Mansion Murders: Jury learns of $40K ransom delivery
WASHINGTON - The jury in the Mansion Murders trial heard testimony Thursday about the $40,000 ransom and how it was delivered to the home.
In day three of the trial, jurors also heard from one of the family's housekeepers, Nelly Gutierrez, who broke down on the stand.
On the evening of May 13, 2015, the day the crime began, a man who maintained the security system at the mansion on Woodland Drive testified that he got a call from Savvas Savopoulos.
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Eric Pellak told the court Savvas Savopoulos wanted to know how to access the recorded video from the cameras and if the video was stored on a cloud.
Pellak told him it was not.
The next day, Savvas Savopoulos called again and wanted to know where the video was stored. Pellak told him it was in the computer room on the third floor.
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The jury also heard emotional testimony from Gutierrez, who was one of the two housekeepers who worked for the Savopoulos family.
Gutierrez told the court on May 13, 2015, she was with Savvas Savopoulos and others at a business in Virginia that Savvas Savopoulos was about to open when he received a call from his wife Amy.
Savvas Savopoulos told Gutierrez that his wife had made plans to go out and he needed to go home to take care of their son Phillip. He asked her to close the business.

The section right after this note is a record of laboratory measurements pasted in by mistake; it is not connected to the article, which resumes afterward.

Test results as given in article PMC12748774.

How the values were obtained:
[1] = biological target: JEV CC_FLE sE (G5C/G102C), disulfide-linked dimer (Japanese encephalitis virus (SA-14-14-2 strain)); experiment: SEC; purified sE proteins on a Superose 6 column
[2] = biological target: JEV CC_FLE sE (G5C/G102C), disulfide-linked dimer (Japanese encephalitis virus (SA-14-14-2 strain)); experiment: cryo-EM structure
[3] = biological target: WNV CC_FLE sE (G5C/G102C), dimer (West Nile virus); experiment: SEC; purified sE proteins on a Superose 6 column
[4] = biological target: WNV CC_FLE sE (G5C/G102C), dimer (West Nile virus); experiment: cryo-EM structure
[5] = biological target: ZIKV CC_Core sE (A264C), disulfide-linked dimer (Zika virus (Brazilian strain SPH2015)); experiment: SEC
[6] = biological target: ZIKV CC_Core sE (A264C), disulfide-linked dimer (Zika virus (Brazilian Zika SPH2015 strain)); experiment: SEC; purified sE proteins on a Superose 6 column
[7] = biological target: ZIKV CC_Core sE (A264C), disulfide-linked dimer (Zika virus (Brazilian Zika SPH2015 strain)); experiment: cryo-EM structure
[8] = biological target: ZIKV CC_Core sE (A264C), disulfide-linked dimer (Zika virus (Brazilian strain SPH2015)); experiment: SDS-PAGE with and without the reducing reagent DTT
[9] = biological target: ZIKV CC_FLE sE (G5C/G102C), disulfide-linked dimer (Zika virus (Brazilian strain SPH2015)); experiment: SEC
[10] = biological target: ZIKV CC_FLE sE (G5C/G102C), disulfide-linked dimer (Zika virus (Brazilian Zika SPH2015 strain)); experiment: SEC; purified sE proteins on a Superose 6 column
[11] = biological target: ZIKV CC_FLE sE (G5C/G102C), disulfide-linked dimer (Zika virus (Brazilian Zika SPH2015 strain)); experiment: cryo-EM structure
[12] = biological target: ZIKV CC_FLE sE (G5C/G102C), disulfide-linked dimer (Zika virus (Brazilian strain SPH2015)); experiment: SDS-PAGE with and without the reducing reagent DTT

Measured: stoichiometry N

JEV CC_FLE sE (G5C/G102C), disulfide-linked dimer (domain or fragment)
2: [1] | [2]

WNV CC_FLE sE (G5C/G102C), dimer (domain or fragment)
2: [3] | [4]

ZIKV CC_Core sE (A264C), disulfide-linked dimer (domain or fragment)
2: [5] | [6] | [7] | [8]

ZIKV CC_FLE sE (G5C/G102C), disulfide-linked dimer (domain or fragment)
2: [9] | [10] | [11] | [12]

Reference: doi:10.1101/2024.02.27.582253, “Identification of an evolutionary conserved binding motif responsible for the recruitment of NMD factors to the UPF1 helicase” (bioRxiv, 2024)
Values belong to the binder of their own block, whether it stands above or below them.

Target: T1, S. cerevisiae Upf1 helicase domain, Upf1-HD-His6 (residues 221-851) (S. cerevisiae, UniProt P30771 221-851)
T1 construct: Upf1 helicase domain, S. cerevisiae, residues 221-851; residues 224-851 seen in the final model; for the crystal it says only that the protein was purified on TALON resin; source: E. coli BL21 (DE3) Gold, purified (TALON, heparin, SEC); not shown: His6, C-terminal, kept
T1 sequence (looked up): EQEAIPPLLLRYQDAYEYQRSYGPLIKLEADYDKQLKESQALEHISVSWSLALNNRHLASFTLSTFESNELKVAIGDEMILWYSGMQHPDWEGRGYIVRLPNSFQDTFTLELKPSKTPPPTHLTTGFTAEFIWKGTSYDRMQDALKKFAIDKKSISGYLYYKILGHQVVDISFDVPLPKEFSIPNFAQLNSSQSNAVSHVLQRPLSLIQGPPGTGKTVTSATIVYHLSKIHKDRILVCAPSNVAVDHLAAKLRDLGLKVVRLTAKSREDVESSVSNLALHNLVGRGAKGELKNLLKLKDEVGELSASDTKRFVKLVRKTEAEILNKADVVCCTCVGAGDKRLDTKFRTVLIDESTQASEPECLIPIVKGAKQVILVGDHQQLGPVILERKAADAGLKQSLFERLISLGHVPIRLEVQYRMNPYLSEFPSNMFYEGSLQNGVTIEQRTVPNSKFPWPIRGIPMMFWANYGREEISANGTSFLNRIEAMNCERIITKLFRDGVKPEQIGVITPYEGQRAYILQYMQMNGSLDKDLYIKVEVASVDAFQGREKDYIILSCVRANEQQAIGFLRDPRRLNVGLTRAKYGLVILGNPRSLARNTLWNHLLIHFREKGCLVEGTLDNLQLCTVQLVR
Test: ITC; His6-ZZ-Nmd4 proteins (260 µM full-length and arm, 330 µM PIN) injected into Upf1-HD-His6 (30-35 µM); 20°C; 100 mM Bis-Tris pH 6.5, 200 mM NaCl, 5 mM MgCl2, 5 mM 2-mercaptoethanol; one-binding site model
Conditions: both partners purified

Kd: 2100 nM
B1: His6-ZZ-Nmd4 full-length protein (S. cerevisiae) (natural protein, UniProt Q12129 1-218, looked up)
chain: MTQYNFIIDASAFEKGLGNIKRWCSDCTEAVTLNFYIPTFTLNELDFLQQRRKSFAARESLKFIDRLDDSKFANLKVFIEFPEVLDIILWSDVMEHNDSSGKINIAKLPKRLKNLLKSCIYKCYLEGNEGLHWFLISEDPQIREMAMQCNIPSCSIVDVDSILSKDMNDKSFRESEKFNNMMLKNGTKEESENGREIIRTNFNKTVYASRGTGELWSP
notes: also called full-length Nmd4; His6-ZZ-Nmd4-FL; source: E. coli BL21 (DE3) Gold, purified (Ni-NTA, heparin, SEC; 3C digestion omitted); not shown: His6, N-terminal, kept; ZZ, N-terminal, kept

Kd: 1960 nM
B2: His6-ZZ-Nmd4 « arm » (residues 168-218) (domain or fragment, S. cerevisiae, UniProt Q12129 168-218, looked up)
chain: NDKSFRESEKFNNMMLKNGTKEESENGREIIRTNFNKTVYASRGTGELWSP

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Gutierrez broke down on the stand when prosecutors played a voicemail that was left on her phone later that same night. Savvas Savopoulos told her that his wife was sick in bed and that the other housekeeper, Vera Figueroa, would spend the night. Gutierrez told the court Figueroa never spent the night previously.
The jury also heard from Ted Chase, the CFO of American Ironworks, the business that Savvas Savopoulos owned. Chase testified that he received a call from Savvas Savopoulos early in the morning of May 14, 2015, the day of the murders.
Savvas Savopoulos wanted to get $40,000 in cash from the bank and requested that Jordan Wallace deliver it to the house. Chase said he thought it was unusual, but Savvas Savopoulos sounded perfectly normal and that nothing seemed out of the ordinary.
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